Last year was my first conference and the experience was a bit out of the ordinary. As you might have already guessed, I’m male and it appears there aren’t many men in the romance writers field. But there’s no reason why that should have stopped me going to the conference.
In 2009 I wanted to take up writing seriously. I’d had a long hiatus after leaving university and finally it seemed the right time to make an effort. I was lucky to have Nikki Logan as a close friend and even luckier that she bought me my first membership to RWA as a birthday present. Then, with only a little encouragement, I signed up for the conference.
I think it was a fairly quick decision with only enough time to check I could afford it before fees were paid, sessions were chosen and flights were booked. Then came the waiting…and the growing anxiety.
I’d know the grand total of one person at the conference. I’m terrible at making small talk. I’m also not really a romance reader so I have visions of being chased out of the conference for not knowing who Valerie Parv and Nora Roberts are (see, I learned something last year).
And I would likely be one of only a handful of men in an audience of 300 or so. Plus I’d be surrounded by real writers, real romance writers, and how would they take to my intrusion? Because that’s what it felt like, intruding on a world I didn’t have any right to be in.
[As a side note, I write paranormal with romantic elements and while the conference theme (and the organisation) is about romance, the learning, the craft, is still the same.]
So I went to the Sydney conference last year. I decided I’d keep my head down, not make too much of a scene, learn all I could and quietly slip into the background with no one being any the wiser.
Little did I know.
I attended the Deb Dixon’s Friday workshop on Goal Motivation Conflict and the Hero’s Journey (so useful!) and joined the crowd as we sought our seats. I found Nikki and was introduced to the people she’s in a Boot Camp group with and was warmly welcomed. That was one of the nicest things of the conference. Everyone was so friendly. So before I’d even gotten into the meat of the conference, I’d made friends and felt almost at home.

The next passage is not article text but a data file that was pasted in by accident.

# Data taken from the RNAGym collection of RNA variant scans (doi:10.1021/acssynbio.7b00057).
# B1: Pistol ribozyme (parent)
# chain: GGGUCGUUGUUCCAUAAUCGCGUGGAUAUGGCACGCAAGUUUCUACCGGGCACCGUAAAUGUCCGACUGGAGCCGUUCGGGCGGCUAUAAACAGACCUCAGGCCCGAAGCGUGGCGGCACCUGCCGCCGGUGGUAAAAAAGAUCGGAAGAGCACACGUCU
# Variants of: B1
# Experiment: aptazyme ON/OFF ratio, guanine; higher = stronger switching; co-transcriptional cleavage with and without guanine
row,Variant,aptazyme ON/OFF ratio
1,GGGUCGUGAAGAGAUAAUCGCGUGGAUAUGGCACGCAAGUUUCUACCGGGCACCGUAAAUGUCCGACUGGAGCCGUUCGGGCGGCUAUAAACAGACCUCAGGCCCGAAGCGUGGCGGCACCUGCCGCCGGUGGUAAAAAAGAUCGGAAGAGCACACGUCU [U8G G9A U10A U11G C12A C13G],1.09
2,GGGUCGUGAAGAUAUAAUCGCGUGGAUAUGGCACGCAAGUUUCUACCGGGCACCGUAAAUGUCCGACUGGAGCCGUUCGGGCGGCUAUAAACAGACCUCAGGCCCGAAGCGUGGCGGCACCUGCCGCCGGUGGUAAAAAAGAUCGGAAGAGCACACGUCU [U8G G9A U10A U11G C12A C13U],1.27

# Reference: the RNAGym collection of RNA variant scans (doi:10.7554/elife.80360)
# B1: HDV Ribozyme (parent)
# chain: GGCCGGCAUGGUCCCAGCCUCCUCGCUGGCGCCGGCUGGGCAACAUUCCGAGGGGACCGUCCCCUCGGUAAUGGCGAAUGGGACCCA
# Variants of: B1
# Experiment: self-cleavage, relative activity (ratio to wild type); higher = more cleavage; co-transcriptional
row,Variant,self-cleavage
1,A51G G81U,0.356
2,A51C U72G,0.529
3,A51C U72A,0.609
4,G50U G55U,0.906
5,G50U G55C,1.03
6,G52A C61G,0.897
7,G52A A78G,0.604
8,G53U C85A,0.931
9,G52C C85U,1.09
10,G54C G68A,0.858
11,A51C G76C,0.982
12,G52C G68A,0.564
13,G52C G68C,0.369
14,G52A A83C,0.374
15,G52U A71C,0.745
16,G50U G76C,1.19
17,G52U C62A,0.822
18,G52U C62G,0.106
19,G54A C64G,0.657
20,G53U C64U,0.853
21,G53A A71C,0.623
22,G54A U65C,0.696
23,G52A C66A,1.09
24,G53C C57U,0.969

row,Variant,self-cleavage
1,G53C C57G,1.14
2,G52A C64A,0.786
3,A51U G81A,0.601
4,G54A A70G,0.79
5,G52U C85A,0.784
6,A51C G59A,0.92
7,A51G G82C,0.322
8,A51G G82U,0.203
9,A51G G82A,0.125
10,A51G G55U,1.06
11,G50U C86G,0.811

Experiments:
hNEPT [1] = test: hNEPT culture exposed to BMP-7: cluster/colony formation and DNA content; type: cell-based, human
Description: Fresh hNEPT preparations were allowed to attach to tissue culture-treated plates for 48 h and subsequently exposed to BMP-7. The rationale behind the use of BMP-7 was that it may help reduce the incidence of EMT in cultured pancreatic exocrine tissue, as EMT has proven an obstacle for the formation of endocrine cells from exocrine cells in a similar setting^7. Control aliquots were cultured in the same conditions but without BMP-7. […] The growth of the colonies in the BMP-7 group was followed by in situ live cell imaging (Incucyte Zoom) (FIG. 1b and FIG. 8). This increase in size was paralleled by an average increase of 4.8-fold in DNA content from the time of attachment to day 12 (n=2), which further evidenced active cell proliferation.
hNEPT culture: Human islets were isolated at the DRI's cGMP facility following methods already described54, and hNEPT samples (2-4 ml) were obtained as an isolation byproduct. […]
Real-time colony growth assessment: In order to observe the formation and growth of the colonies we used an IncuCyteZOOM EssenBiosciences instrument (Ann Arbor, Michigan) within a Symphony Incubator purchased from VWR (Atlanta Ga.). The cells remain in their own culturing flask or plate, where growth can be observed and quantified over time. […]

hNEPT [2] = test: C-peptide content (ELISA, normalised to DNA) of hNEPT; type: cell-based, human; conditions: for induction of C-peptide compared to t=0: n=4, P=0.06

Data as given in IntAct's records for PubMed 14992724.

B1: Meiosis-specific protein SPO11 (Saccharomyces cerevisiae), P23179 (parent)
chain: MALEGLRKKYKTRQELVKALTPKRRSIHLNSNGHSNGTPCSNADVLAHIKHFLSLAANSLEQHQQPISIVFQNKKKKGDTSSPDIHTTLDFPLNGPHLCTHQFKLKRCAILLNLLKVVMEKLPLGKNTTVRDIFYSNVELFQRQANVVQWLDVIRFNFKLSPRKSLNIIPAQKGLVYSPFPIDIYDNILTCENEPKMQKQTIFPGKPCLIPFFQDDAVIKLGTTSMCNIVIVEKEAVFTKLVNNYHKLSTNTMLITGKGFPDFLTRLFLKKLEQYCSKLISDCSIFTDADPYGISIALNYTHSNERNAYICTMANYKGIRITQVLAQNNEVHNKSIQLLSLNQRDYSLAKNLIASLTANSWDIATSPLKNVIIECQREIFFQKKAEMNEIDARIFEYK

What soon became glaringly obvious was that I was, in fact, absolutely, the only male present. Way to go unnoticed. So for most of the conference, I couldn’t help but stick out. However, while I was definitely a novelty and a surprise for many (I lost count of how many times I was told I was brave), I think people treated me the same as they would anyone.
They asked the usual questions about what I write, where I’m from and what I hope to get out of the conference. We were all there for the same thing and it didn’t matter that I was male, I was just another member of the organisation wanting to learn.
While not everyone can have the same introduction that I had, they can get something from conference, whether it’s knowledge or new friends, networking or…nougat (I’m sure there was nougat somewhere).
And it doesn’t take much to start up a conversation with someone you’ve just met. I’m not much of a conversation starter at the best of times but everyone has one thing in common: being at the conference. That’s enough to start any conversation so go for it.
Don’t get me wrong, being the only male had its benefits. I ended up in the newspaper in an article on the conference. I did a couple of radio interviews and was contacted by a publisher. Opportunities arise in the strangest ways. I’m not expecting much like that this time around but I’m still looking forward to a fun conference.
If I can offer any other tips, definitely go to the orientation for first timers. I went and a group of us rocked up at the wrong location, waiting around for about ten minutes before eventually realising we were in the wrong place. We missed a good portion of it (which probably goes against me saying go along) but getting lost with people was a great way to break the ice. The orientation was run the next morning anyway so we weren’t grief stricken and there were plenty of people around only too happy to point us in the right direction.
Also, if you’re on a loop (I’m on the paranormal loop), the groups usually have a breakfast on the Saturday morning so there’s a chance to meet some new people and put names to bleary-eyed faces.
This year, I think I won’t stand out so much but I made plenty of friends last year to make this conference just as enjoyable, perhaps even more so.
See you there.